Going public or getting acquired is a complex undertaking for startup founders. An exit can give credibility to a company’s business, expose them to a broader investor market, and in turn, inject additional funding. On the other hand, an exit can also portend bad omens if the company is desperate to sell or raise funding.
Either way, exits are a major milestone for companies. At an Echelon Thailand 2017 fireside chat moderated by e27‘s Project Director Daryl Chung, NSI Ventures’ Director Anvesh Ramineni, and Ferish Patel, Partner at Gunderson Dettmer, spoke at length on the state of exits in Southeast Asia and how startups should prepare themselves for a successful exit.
Here are some key takeaways from the discussion:
IPO landscape in Southeast Asia is still young but M&A activity is hot
The gestation cycle for a company working towards an exit is longer in Southeast Asia compared to Western markets, where the VC industry is more developed.
VC investments to GDP in Southeast Asia accounts for just 0.06 per cent, compared to 0.4 to 0.5 per cent in the West.
But gestation cycles may be reduced in the future due to the increasing influx of VC investments in Southeast Asia.
On the M&A side, deals were down in 2016 from 2015. But on the other hand, the amount spent on M&A deals were higher in 2016, for example, Alibaba acquisition of Lazada for a whopping US$1 billion. This bodes well for Southeast Asia as more big, foreign companies are taking a serious interest in regional companies.
This trend bodes well for Southeast Asia as more big, foreign companies are taking a serious interest in regional companies. A flourishing M&A also increases the confidence of investors and founders.
ASX is the stock exchange of choice
Many earlier stage companies look to the ASX for exits. Its listing requirements are more relaxed and there are a lot of sophisticated investors who understand tech.
ASX is, however, seeking to limit access to low-revenue companies, so some tech companies may have to list elsewhere, such as the Hong Kong stock exchange and Taiwan stock exchange.
And while ASX may be perceived as the land of milk and honey for tech startups, the reality is less rosy. Many companies are actually underperforming; not all of them are at scale when they list.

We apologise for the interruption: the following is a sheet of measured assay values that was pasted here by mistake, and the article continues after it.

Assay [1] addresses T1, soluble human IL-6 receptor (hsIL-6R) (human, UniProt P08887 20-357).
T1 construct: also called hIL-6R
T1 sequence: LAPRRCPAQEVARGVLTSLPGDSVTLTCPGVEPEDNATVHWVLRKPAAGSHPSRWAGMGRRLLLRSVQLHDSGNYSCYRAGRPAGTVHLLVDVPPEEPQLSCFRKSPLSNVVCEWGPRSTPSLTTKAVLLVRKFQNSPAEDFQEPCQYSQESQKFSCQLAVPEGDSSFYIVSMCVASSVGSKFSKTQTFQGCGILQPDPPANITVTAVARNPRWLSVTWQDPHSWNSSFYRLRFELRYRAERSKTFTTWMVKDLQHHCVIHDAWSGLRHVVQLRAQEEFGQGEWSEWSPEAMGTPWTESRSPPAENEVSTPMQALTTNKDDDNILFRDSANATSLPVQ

A lot of them are looking to capital markets to raise small amounts of money, for example, US$5 million to US$12 million. That doesn’t give institutional investors, who typically invest in billions of dollars, enough liquidity options.
That said, there are also many successful listings on the ASX, some through backdoor listings, such as with the case of Singapore’s Dropsuite.
Preparing your company for an IPO
For an IPO route, companies should ensure their business is as healthy as possible. Start looking at analogous companies, study their financial metrics and performance in their respective markets. That way, founders have a benchmark for their IPO.
Companies need to achieve meaningful scale before looking at capital markets. If a company is looking to raise only a small amount of capital, say US$5 million to US$20 million, it sends wrong a signal to the market that it is not at scale, and will, in turn, attract the wrong kinds of investors.
Being cashflow positive is also another critical factor. Companies who generate enough internal pools of cash to fund their business are telling the markets that they are in the pink of health.
Additionally, different stock exchanges have different regulatory requirements. Some lean to scale; others lean towards profitability. So founders need to examine which ones best suit their company’s business model.
Pre-revenue models are a red flag
If the company is still at a pre-revenue stage, listing is generally an unwise move to make, even if it is limiting itself to only accredited investors.
The reason being is that there is going to be a lot of reporting requirements and regulatory requirements to meet and conform to on annually — and that is going to take up a lot of time. A company at pre-revenue stage should be focussed on growth and not be bogged down by extraneous matters such as legal work and other regulatory hurdles.
Then, there is also the high fees associated with listings. So a combination of fees and regulatory hurdles to juggle is a no-no for a company still trying to find its feet.
Companies need to be at a point when they can sustain high growth and revenue generation before they list. Some companies that went public last year did not perform well because market expectations and reality on the ground did not align. Investors want to see sustained growth, not sluggish forecasts (duh).
That said, going public has one strong advantage for early-stage companies: it gives them acquisition currency. Companies do not need to spend money to acquire companies. And since growth does not necessarily have to be organic, companies can acquire companies to show inorganic growth to investors.
On acquihire deals, companies need to formulate a thorough and thoughtful post-acquisition plan. This is important as companies could potentially fall apart from management differences.
At Facebook, there are teams specialising in post-merger acquisitions. They help to make sure employees of both companies can jell and integrate with each other.
At the end of the day, what exit strategies a founder chooses is dependent on their goals.
Some founders prefer an option that allows them to retain maximum flexibility and strategic control so that they can continue developing their vision. Others may just be looking to cash out.